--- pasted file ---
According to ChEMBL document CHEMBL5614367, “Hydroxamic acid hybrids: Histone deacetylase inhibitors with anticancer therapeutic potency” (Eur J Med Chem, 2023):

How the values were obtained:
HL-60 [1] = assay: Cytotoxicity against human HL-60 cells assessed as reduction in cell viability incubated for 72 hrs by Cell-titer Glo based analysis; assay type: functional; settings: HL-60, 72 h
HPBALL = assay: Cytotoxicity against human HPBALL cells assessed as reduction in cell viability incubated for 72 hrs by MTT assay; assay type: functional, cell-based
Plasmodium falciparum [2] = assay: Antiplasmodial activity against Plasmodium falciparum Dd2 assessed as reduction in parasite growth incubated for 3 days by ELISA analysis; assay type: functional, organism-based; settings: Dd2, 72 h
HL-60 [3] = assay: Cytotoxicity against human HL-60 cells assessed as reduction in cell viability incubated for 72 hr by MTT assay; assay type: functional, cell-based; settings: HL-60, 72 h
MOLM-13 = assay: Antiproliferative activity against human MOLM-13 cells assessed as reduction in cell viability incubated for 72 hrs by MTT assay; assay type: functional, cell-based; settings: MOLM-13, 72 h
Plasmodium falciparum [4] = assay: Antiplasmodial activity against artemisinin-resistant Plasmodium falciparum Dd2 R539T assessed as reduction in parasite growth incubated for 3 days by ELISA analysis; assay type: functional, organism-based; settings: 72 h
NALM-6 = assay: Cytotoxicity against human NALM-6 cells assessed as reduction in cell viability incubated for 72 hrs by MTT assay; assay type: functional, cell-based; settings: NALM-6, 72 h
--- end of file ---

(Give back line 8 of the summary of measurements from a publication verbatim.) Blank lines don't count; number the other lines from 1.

Plasmodium falciparum [4] = assay: Antiplasmodial activity against artemisinin-resistant Plasmodium falciparum Dd2 R539T assessed as reduction in parasite growth incubated for 3 days by ELISA analysis; assay type: functional, organism-based; settings: 72 h